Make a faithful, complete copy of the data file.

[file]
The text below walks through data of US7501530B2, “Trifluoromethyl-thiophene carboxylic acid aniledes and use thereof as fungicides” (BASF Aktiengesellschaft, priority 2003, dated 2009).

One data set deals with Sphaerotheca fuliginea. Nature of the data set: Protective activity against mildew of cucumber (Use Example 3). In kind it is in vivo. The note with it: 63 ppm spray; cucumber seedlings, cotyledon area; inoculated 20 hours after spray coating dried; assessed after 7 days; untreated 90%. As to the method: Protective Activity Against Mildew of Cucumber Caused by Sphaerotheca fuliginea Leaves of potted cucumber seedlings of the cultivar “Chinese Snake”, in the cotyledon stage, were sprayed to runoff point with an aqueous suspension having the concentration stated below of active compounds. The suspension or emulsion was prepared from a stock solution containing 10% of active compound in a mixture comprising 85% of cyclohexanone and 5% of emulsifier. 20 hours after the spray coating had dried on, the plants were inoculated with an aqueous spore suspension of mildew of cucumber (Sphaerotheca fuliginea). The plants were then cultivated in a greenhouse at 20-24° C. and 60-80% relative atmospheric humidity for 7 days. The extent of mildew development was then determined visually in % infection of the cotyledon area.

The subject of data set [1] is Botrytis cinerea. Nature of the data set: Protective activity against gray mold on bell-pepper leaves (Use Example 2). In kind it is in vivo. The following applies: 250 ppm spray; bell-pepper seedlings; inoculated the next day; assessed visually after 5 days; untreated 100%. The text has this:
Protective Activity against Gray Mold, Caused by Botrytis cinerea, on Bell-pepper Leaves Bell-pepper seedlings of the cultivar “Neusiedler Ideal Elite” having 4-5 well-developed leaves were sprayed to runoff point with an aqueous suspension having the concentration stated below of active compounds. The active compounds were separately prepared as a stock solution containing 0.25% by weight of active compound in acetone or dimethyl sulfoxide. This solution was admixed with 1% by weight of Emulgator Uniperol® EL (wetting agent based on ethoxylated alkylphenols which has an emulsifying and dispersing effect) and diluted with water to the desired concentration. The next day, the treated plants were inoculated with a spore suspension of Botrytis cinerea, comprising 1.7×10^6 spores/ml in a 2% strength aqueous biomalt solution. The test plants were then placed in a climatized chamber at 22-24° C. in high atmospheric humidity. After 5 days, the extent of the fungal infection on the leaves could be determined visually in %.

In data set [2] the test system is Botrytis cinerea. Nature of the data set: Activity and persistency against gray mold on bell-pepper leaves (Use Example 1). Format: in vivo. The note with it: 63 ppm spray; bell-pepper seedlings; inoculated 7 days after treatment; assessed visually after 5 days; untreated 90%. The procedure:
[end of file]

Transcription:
The text below walks through data of US7501530B2, “Trifluoromethyl-thiophene carboxylic acid aniledes and use thereof as fungicides” (BASF Aktiengesellschaft, priority 2003, dated 2009).

One data set deals with Sphaerotheca fuliginea. Nature of the data set: Protective activity against mildew of cucumber (Use Example 3). In kind it is in vivo. The note with it: 63 ppm spray; cucumber seedlings, cotyledon area; inoculated 20 hours after spray coating dried; assessed after 7 days; untreated 90%. As to the method: Protective Activity Against Mildew of Cucumber Caused by Sphaerotheca fuliginea Leaves of potted cucumber seedlings of the cultivar “Chinese Snake”, in the cotyledon stage, were sprayed to runoff point with an aqueous suspension having the concentration stated below of active compounds. The suspension or emulsion was prepared from a stock solution containing 10% of active compound in a mixture comprising 85% of cyclohexanone and 5% of emulsifier. 20 hours after the spray coating had dried on, the plants were inoculated with an aqueous spore suspension of mildew of cucumber (Sphaerotheca fuliginea). The plants were then cultivated in a greenhouse at 20-24° C. and 60-80% relative atmospheric humidity for 7 days. The extent of mildew development was then determined visually in % infection of the cotyledon area.

The subject of data set [1] is Botrytis cinerea. Nature of the data set: Protective activity against gray mold on bell-pepper leaves (Use Example 2). In kind it is in vivo. The following applies: 250 ppm spray; bell-pepper seedlings; inoculated the next day; assessed visually after 5 days; untreated 100%. The text has this:
Protective Activity against Gray Mold, Caused by Botrytis cinerea, on Bell-pepper Leaves Bell-pepper seedlings of the cultivar “Neusiedler Ideal Elite” having 4-5 well-developed leaves were sprayed to runoff point with an aqueous suspension having the concentration stated below of active compounds. The active compounds were separately prepared as a stock solution containing 0.25% by weight of active compound in acetone or dimethyl sulfoxide. This solution was admixed with 1% by weight of Emulgator Uniperol® EL (wetting agent based on ethoxylated alkylphenols which has an emulsifying and dispersing effect) and diluted with water to the desired concentration. The next day, the treated plants were inoculated with a spore suspension of Botrytis cinerea, comprising 1.7×10^6 spores/ml in a 2% strength aqueous biomalt solution. The test plants were then placed in a climatized chamber at 22-24° C. in high atmospheric humidity. After 5 days, the extent of the fungal infection on the leaves could be determined visually in %.

In data set [2] the test system is Botrytis cinerea. Nature of the data set: Activity and persistency against gray mold on bell-pepper leaves (Use Example 1). Format: in vivo. The note with it: 63 ppm spray; bell-pepper seedlings; inoculated 7 days after treatment; assessed visually after 5 days; untreated 90%. The procedure: